The dish is reflective and tracks the sun on two axes (horizontal and vertical). Temperatures achieved range from 250 to 700 degrees Celsius. These high temperatures are the primary advantage if dish systems, making them exceptionally efficient. The solar to electricity conversion of dish systems is approximately 30%.

The second component, the heat engine, is usually of the Stirling design but can also be a simple steam engine. In order to work properly, this engine must be mounted to the focal point of the dish, meaning a rigid, strong support structure is necessary. This is a drawback in terms of cost and complexity. The other major drawback of these systems is their complexity as a result of the need to track on two axes to maintain efficiency.

Power Tower (Heliostat)

Power tower designs are for large-scale, industrial production of electricity that is supplied to the grid. These systems consist of a field of reflective mirrors that concentrate their energy on a single location several hundred feet above the ground on a tower. There are currently several heliostats under design and a working plant in Spain.

The major advantage of a heliostat is that temperatures as high as 1000 degrees Celsius can be reached, making these systems very efficient. Also, because of their large scale and high temperature operation, thermal energy can be stored with efficiencies as high as 98% for use during dark hours.

There are several disadvantages to these systems. First, each mirror must have dual tracking capabilities. Because the tower itself does not move, the mirrors must be aligned not only to collect sunlight, but also to appropriately reflect it onto the tower. The second drawback is that large arrays of mirrors are needed that take up vast tracts of land.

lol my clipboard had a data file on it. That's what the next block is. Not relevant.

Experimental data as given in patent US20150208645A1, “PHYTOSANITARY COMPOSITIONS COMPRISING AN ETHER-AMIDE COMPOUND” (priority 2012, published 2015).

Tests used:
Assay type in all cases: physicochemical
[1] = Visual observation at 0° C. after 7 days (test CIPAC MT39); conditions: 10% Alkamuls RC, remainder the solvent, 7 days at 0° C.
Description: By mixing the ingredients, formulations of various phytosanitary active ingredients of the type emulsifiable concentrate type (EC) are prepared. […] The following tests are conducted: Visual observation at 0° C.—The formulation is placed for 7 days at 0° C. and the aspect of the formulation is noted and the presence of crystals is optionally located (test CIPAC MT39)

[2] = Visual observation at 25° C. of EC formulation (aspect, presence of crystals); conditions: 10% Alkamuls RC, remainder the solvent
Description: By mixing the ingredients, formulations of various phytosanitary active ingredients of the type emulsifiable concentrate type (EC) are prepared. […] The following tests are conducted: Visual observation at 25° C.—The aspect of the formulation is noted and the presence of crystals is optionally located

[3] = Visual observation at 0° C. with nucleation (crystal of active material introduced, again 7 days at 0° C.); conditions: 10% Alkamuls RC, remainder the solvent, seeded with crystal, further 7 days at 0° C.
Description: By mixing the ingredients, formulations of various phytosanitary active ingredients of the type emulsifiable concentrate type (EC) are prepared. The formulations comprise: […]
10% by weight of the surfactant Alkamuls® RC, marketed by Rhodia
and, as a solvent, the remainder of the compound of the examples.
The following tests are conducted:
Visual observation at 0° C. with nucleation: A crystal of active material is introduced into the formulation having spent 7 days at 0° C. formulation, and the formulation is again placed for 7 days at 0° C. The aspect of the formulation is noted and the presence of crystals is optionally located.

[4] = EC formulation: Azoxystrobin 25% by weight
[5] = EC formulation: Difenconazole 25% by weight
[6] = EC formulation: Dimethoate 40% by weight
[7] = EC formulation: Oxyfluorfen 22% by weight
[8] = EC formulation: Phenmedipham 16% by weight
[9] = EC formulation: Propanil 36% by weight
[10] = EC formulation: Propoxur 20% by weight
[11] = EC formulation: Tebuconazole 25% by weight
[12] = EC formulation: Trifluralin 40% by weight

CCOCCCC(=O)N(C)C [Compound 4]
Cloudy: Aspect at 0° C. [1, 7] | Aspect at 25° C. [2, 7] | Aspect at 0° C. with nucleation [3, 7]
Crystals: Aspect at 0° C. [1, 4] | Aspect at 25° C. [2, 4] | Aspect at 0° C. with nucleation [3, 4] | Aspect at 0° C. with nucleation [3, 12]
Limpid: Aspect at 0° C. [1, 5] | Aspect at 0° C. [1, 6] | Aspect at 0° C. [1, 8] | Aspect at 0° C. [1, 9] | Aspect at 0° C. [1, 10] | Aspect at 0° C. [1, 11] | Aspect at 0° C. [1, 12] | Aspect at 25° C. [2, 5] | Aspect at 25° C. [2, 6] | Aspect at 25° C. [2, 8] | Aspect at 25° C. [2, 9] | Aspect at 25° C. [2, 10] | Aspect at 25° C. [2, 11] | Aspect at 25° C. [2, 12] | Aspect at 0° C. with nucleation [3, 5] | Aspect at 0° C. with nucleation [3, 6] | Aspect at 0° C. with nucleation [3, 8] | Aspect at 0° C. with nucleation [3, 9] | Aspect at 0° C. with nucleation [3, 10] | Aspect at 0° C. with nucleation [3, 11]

Fresnel Lenses

Fresnel lenses are actually reflectors that have a very shallow curve or none at all (meaning they are flat). Several rows of Fresnel reflectors concentrate sunlight onto a single focal point (as opposed to one focal point per mirror in dish and parabolic systems). The major advantage of using a Fresnel system is that they are simple and less expensive. They require single axis tracking and flat mirrors are inexpensive to manufacture. The downside to Fresnel systems is that rows of reflectors can block or shade other reflectors, lowering efficiency.

Efficiencies and Major Hurdles

CSP ranges in efficiency from 15% to a high of over 31%, making CSP at least as efficient as photovoltaic systems. When this is combined with their decreased cost and easy scalability, there are many reasons to consider that CSP will become more widespread for large-scale power generation then PV systems will.

A minor hurdle to CSP is the need to keep the mirrors and reflectors clean. Water can be used in most applications, but this can be a problem in arid settings where CSP location would otherwise be ideal. Many of these systems are designed to use as little water as possible through the application of electrostatic repulsion of dirt and wind removal of debris. No system can operate independent of water, however.

The largest hurdle to overcome with CSP is storage of heat energy for use during times when the sun is not available. Additionally, CSP plants can only be located in relatively sunny locations, meaning electricity must be transported great distances to residential locations. This means the electrical grid in many locations must be upgraded to provide efficient transport of electricity. The cost of upgrading the grid should be considered as part of the cost of building a large-scale CSP plant.